Lexi did feel very ashamed after her parent's reaction to her telling them she is trans. She expressed the fact that if a parent reacts this way it can make the child feel like what they are doing is wrong. This can mess with the child's head because, what Lexi described as an incredible relief and amazing feeling to start to show the world you true self, can be ruined by the people around you making you feel like it isn't right.
Because of the weariness of her parents Lexi has been forced to take on the financial and medical responsibilities of her transition. This ties into Lexi's final piece of advice for parents;
"Don't abandon your child to figure it out on their own."
After leaving for college Lexi was forced to navigate the expensive and confusing world of Trans healthcare all by herself. Being an involved student leader both inside and outside of the classroom caused her to have such a full plate that she had to pick up night shifts at a local burger shop to save up money to freeze her sperm for her future children. This is a very pricey process and she had to do it all by herself. She told us; "by 17 I was finding my own therapist, by 20 I was finding my own doctors, and by 21 I was medically advocating for myself and making huge decisions without help from anybody". By having no help she had to grow up a faster than many of her peers, who had parents who still made every single doctors appointment for them. She felt like she was in it alone and that was an incredibly isolating and depressing thought.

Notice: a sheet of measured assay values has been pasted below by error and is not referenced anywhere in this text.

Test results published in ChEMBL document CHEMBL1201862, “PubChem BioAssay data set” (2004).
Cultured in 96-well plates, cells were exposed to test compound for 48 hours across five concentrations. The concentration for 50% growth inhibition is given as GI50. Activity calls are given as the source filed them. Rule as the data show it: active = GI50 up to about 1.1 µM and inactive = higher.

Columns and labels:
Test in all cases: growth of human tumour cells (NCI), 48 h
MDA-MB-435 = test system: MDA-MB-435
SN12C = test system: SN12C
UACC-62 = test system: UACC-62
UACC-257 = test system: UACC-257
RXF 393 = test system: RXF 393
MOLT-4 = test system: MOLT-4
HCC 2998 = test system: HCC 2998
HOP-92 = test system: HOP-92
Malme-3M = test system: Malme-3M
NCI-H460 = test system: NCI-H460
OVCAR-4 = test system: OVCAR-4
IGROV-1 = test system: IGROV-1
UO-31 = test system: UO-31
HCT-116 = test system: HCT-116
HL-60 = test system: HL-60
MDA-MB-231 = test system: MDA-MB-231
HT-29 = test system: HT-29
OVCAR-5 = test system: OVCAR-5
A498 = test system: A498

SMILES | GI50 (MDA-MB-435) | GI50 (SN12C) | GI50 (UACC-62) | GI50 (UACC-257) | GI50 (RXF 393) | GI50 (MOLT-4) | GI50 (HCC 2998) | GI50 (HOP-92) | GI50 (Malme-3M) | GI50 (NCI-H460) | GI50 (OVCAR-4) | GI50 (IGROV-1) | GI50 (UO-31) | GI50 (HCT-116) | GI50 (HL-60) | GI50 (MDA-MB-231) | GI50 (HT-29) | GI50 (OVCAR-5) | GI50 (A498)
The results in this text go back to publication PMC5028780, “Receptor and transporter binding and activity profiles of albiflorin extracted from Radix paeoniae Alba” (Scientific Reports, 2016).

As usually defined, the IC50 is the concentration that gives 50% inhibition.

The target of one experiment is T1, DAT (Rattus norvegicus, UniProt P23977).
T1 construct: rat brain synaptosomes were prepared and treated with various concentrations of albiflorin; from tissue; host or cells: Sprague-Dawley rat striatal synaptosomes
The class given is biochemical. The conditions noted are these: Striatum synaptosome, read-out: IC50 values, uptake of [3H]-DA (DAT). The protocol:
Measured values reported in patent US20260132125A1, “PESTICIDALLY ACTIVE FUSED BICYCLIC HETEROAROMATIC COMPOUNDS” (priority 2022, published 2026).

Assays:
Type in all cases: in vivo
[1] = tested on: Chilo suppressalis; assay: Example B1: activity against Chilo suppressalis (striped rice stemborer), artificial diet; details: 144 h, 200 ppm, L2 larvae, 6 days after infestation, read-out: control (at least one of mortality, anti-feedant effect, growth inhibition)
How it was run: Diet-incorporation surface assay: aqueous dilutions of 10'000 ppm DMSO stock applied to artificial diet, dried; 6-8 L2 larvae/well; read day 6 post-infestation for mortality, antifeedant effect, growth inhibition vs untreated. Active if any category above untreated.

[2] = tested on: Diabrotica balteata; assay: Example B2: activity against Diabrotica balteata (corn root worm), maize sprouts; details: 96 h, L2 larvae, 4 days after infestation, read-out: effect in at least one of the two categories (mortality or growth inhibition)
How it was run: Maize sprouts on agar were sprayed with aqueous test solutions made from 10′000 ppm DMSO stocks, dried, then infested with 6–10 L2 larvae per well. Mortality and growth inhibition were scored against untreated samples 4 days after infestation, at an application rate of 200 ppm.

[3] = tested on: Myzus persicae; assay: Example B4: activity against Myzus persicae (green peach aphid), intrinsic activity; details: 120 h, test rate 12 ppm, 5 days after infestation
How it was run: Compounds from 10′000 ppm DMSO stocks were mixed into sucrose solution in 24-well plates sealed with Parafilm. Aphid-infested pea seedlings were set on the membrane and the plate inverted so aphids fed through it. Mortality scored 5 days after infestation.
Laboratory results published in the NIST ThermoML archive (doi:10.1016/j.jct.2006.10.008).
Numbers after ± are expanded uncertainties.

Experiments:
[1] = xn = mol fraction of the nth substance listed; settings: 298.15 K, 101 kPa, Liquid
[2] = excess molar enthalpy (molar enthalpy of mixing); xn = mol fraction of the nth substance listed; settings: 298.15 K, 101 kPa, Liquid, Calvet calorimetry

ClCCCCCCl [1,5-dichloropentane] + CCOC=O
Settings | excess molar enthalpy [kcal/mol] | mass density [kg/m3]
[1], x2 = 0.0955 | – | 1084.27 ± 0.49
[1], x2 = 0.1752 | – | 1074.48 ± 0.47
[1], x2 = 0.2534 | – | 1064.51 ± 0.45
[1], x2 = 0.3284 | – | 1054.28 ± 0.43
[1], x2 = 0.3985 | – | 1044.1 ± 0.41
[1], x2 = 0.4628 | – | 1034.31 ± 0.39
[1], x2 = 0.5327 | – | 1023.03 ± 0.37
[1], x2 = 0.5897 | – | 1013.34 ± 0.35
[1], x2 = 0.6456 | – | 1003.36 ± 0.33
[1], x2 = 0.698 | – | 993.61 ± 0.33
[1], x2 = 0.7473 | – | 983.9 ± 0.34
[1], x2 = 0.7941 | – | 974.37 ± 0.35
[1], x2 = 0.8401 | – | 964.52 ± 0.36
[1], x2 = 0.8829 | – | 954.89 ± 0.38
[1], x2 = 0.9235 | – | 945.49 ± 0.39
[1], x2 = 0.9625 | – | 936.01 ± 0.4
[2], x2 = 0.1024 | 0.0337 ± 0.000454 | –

Lexis's advice for parents can be summed up in one word; try. Try to understand them, try to do your research, try to be there for them every step up of the way. Never forget that even if this is not how you pictured your child, they are and will always be your child. "If you are open, educated, and available your child will feel like you are someone they can go to, and that is what every parent wants." Be proud of them for trusting you to express their true selves, and show them you are and will always be there for them. "Don't push them away, don't try and make them anything they're not. You literally cannot stop your child from being who they are, and loving who they love, so why try".
When asking Lexi what she is proud of this pride month (and every month for that matter) she took a deep breath in; " I am a young trans woman who has a job in my field of choice; I have a projected future and that is something to be proud of." There is so much for your child to be proud of, and so much of you to be proud of them for. Take this June to reflect on how far the LGBTQ+ community has come, and how you as a parent can help ensure you child's self worth and happiness in those very first moments of them coming out, and every moment for the rest of their lives.
Below are a few resources to get the essential research started. As Lexi puts it; "honestly everybody should research the LGBTQ+ community, expanding your world view and making those around you feel accepted is never a bad thing".
If you are someone you know needs help visit :https://www.thetrevorproject.org/